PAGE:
D.A. Ivanova, A.V. Tabarev. Burial Practice of Jōmon Epoch, Japanese Archipelago (based on the materials of Kitamura Site)

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Ivanova Daria Aleksandrovna – research engineer. Institute of archaeology and ethnography of Siberian branch of RASciences, Novosibirsk, Russia.

e-mail: nigthliro()bk.ru

ORCID: 0000-0002-2873-6664


Tabarev AndreVladimirovich – Holder of an Advanced Doctorate in History, Leading Researcher. Institute of archaeology and ethnography of Siberian branch of RAS, Novosibirsk, Russia.

e-mail: olmec()yandex.ru

ORCID: 0000-0002-6249-8057



Jōmon (cal. 16 000–2800 BP) is a very important epoch of the ancient history of the Japanese Archipelago documented with the thousands of the archaeological sites. Of special interest are sites with burial complexes which allow addressing to the interpretation of the social structure of the Jōmon society. Kitamura Site (Nagano prefecture) is dated by Middle Jōmon (cal. 5300–4400 BP) is a unique source of anthropological and archaeological information. There are remains of dwellings, storage pits, working areas, and 469 burial features at the site. Burials are represented by earthen graves, graves with stone mounds, graves where the skeletons are partly covered with stone plaques or ceramic vessels, and human remains in vessels. A series of burials is stand out by its rich goods (stone axes, bifacies, arrow points, clay dogū figurines, fragments of stone mazes — sekibō), along with the spectacular neck adornments and bracelets from wild boar tucks. They strongly point of the developed “prestige technologies” and the appearance of tribal elite within the Middle Jōmon society. Burials at Kitamura Site demonstrate analogies with the Neolithic burial complexes in the Russian Far East (Boismana-2 Site, Maritime Region).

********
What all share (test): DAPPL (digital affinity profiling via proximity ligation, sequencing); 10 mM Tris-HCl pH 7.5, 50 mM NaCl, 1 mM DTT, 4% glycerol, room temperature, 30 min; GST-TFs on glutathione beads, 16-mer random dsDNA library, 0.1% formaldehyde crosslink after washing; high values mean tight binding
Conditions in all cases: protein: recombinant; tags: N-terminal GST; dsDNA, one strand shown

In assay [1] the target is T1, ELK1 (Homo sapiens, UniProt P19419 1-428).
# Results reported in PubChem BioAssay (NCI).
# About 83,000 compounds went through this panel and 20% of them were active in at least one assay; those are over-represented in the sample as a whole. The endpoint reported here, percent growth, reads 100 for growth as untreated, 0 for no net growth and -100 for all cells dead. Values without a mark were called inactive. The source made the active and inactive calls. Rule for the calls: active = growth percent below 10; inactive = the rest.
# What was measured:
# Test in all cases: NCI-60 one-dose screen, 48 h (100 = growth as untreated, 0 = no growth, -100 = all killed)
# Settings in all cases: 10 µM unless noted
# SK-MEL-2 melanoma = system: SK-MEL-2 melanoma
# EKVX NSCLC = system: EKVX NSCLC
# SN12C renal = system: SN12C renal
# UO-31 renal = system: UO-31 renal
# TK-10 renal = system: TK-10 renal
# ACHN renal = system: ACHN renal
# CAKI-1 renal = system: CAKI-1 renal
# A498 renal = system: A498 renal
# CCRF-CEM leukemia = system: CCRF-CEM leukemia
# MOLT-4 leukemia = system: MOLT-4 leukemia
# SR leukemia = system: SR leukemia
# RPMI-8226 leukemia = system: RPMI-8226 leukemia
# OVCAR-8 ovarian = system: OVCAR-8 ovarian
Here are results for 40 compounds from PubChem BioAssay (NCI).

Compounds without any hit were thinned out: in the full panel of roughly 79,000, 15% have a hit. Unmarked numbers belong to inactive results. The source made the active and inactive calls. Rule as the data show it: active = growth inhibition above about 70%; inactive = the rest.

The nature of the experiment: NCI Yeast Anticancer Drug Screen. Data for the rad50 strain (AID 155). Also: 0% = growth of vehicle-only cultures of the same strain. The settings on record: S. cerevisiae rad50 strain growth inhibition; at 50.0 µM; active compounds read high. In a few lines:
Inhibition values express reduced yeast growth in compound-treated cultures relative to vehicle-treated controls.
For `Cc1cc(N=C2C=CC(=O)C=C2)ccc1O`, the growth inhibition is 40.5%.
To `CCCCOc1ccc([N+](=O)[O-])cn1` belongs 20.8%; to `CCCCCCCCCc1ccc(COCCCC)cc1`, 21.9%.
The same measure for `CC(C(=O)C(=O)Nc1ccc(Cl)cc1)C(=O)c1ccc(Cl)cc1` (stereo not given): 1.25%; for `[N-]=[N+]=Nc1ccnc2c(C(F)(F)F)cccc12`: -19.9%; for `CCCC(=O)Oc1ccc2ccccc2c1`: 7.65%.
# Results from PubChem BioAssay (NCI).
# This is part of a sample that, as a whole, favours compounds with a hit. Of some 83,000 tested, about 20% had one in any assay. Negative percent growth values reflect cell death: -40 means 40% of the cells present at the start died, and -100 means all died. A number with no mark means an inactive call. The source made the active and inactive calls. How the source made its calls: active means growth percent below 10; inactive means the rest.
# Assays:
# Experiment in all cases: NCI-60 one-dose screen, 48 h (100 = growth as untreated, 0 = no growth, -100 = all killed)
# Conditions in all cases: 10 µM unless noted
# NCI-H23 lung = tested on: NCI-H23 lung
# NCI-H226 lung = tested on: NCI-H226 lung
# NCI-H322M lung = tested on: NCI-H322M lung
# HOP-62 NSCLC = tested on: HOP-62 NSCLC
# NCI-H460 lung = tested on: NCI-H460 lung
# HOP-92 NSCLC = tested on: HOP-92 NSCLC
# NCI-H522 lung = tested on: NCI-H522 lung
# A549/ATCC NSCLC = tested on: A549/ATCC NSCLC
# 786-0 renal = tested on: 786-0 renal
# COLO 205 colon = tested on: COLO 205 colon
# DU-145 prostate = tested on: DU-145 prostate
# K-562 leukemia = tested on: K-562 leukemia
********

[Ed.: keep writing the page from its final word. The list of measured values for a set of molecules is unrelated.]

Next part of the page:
Key words: Japanese Archipelago, Jōmon, Kitamura Site, burials, pottery, adornments, tribal elite.


DOI: https://doi.org/10.33291/26583828.2018-(1)-4



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